By Jordana Bieze Foster
Ankle proprioception peaks in young adulthood, and in elderly individuals—even the healthiest—declines to levels similar to those of adolescents, according to research presented in early June at the American College of Sports Medicine annual meeting in Denver.
Investigators from the University of Canberra in Australia and Shanghai University of Sport in China analyzed ankle proprioception in 20 children (aged 6-8 years), 20 adolescents (13-15 years), 20 young adults (18-25 years), and 20 older adults (65-82 years) using the AMEDA (active movement extent discrimination assessment) test. The older adults were active, in good cognitive health, and had no history of falling.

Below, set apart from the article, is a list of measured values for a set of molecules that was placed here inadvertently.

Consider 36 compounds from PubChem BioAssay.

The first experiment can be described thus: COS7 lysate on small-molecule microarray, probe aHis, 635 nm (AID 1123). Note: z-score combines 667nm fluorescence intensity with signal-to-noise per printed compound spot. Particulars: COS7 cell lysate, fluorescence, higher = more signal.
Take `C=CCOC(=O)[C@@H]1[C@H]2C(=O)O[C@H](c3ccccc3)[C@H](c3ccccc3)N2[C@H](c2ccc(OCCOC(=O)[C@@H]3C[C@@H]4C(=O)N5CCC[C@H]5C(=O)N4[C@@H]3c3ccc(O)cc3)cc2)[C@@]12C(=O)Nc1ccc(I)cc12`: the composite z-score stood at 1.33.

Among the groups, the mean area under the curve for AMEDA accuracy was lowest in the children and highest in the young adults. Scores for the older adults were significantly lower for the young adults, and similar to those of the adolescents. Given the robust nature of the older adult study participants, the findings suggest ankle proprioception in less-active older adults or those with comorbidities is of even greater concern.
Yang N, Waddington G, Adams R, Han J. Age-related changes in ankle proprioception. Med Sci Sports Exerc 2017; 49(5 Suppl 1):S394.